Posts for: April, 2013
Clothing and hair styles may come and go, but a dazzling smile is always in fashion! If you're considering options for perking up your appearance, brightening your pearly whites is a quick and affordable way to achieve eye-catching results.
You have several choices when it comes to teeth whitening. But to get the safest, most appropriate, and most satisfying results, you should start with a proper dental examination. A professional assessment of your oral health can determine the cause of your tooth discoloration and may reveal the need for a particular treatment before, or in addition to brightening the color of your teeth.
When we talk about teeth whitening, we generally are referring to “bleaching,” which actually returns your teeth to their natural tooth color. A thorough cleaning — generally part of a routine checkup — often can remove surface discoloration/staining (such as coffee, tea, tobacco or red wine).
There are basically three approaches for external bleaching/whitening of your teeth. They vary based on the strength of the bleaching solution, method of application, duration of treatment, and cost considerations.
Professional In-Office Whitening. This approach involves the carefully controlled application by a dental professional of a powerful and fast-acting concentration of hydrogen peroxide gel. Professional whitening can achieve the most significant color change in the shortest amount of time, but it is pricier than the other options.
Professionally Dispensed Take-Home Whitening Kits. These include a lower-strength peroxide gel applied via flexible plastic bleaching trays custom made by our office specifically for your teeth. The tailored fit of the trays helps ensure an even and thorough coating. A more affordable option than the in-office procedure, it also requires more time to achieve similar results.
Over-the-Counter Products. These feature the lowest-concentration bleaching gel, which is applied to the teeth using one-size-fits-all trays or strips, or a paint-on applicator. While they are the least expensive option, they take the longest to achieve maximum results and may not reach all teeth.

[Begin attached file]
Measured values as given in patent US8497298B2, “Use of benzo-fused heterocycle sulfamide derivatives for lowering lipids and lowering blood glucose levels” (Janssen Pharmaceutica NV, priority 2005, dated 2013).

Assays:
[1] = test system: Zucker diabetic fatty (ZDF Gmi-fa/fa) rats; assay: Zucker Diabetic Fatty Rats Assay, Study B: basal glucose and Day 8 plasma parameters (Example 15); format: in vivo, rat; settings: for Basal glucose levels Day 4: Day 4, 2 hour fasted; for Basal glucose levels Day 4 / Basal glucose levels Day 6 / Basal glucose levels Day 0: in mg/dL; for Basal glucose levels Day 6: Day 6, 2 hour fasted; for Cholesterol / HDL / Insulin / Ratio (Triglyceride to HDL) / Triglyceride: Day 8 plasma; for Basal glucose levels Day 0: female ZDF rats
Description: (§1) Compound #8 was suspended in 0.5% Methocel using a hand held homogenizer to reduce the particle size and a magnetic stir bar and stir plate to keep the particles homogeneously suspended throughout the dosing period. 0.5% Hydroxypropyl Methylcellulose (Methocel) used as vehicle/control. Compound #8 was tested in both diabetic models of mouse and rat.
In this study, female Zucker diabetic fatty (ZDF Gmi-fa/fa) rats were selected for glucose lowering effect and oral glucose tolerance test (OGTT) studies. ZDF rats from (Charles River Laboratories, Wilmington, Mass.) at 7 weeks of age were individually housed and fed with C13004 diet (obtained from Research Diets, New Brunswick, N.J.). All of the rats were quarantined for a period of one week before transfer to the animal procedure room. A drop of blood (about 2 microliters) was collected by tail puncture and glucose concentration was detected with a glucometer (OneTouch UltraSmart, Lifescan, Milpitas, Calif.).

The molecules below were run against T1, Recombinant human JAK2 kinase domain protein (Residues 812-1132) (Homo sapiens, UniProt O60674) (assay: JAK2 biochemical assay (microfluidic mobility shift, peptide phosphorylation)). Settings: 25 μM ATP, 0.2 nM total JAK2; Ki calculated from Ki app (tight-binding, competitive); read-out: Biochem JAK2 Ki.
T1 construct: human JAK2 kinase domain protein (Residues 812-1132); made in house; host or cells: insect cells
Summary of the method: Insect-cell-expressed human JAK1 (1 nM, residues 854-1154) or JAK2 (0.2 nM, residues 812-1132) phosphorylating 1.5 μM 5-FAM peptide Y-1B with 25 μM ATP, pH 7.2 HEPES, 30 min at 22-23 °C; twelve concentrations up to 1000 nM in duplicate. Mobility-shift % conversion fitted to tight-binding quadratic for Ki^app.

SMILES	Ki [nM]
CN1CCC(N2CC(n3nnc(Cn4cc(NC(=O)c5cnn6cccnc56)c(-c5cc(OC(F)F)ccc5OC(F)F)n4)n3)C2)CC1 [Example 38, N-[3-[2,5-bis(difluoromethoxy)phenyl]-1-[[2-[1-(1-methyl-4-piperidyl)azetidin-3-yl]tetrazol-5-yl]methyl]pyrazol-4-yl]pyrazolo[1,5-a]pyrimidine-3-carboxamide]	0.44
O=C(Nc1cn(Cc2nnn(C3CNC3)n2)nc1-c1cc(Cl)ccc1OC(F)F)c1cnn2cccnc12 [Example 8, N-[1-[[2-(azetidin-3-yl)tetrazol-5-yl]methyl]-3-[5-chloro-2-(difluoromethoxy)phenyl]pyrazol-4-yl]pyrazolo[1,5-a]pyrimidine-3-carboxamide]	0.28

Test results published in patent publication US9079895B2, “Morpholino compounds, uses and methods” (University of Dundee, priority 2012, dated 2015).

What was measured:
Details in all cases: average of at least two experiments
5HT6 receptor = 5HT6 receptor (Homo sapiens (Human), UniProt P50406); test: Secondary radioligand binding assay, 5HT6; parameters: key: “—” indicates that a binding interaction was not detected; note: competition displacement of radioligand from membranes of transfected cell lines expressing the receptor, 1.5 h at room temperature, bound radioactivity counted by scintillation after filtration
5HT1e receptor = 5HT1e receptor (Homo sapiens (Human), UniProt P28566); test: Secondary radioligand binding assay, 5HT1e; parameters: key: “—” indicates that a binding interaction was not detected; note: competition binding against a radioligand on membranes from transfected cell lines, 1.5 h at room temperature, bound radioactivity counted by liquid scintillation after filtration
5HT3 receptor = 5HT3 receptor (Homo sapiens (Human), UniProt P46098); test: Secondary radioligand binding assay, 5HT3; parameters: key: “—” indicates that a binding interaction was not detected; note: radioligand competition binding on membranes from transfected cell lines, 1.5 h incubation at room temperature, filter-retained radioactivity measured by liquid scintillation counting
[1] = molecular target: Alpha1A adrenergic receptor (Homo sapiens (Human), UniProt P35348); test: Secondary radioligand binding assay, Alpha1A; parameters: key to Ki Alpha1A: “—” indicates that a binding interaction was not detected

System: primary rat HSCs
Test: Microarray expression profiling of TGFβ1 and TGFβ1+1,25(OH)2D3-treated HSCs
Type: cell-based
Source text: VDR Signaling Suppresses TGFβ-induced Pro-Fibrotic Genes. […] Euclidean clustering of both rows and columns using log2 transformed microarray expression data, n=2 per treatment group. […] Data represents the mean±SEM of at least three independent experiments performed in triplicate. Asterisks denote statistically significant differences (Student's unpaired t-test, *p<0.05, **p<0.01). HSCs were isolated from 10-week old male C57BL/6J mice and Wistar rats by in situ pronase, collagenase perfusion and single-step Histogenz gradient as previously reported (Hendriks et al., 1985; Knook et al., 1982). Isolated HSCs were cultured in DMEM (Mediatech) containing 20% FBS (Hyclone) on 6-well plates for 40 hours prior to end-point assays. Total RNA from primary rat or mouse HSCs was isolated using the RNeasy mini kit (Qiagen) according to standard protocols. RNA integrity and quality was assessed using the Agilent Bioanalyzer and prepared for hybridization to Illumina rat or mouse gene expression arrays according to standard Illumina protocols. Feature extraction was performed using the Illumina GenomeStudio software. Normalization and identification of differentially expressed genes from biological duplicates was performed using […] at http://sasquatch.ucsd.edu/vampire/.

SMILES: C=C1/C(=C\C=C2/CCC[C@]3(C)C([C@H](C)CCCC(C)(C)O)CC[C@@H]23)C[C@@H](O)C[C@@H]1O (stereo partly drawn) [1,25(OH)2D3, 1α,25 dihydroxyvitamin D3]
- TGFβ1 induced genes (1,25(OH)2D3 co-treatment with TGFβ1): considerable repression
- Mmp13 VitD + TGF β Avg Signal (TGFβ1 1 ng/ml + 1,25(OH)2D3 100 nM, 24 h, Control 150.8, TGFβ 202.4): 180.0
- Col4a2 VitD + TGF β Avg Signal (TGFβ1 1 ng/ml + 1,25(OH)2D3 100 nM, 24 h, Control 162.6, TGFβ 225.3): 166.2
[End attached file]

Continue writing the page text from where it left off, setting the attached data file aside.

If you have questions about teeth whitening, please contact us or schedule an appointment for a consultation. You can learn more in the Dear Doctor magazine articles “Teeth Whitening” and “Important Teeth Whitening Questions Answered.”
It's 3:00 PM, your child has just come back from the school playground — and she's complaining of a toothache that's making her miserable. She can't seem to say if there was a particular injury or a blow, but the more she talks about it, the worse it gets. You're the parent... what are you going to do now?
If you've ever been through this type of situation, you know that a calm demeanor and a little TLC can go a long way. But how do you know whether you're facing a dental emergency, or a routine booboo? Here are a few general rules that may help.
First, relax: Without a fever and facial swelling, a child's toothache isn't usually an emergency. But any tooth pain that keeps a child up at night or lasts into the next day should be evaluated by a dentist. Even if it's nothing but a small cavity (the most common cause of toothache) you don't want to let it go untreated. That could allow it to turn from a small discomfort into a major problem — like a painful abscess.
There are some things you can do at home to try and get a handle on what's causing the pain. Encourage the child to show you exactly where the pain is located, and to tell you when and how it started. Then, examine the area closely. Look for obvious brown spots, or even tiny cavities (holes) on biting surfaces or between teeth, which might indicate decay. Also check the gums surrounding the tooth, to see if there are sores or swelling.
You may find evidence of a traumatic injury, like a cut or bruise — or, if only swelling is apparent, it may mean an abscess has formed. If nothing looks amiss, try gently flossing on either side of the hurting tooth. This may dislodge a particle of food that's causing pain and pressure.
If the pain persists, you can try giving an appropriate dose of ibuprofen or acetaminophen, or applying an ice pack on the outside of the jaw — one minute on and one minute off. But even if you can make the immediate pain go away, don't neglect the situation that caused it. Unless you're absolutely sure you know why the toothache occurred, you should bring the child in for an examination. It will put your mind at rest — and maybe prevent a bigger problem down the road.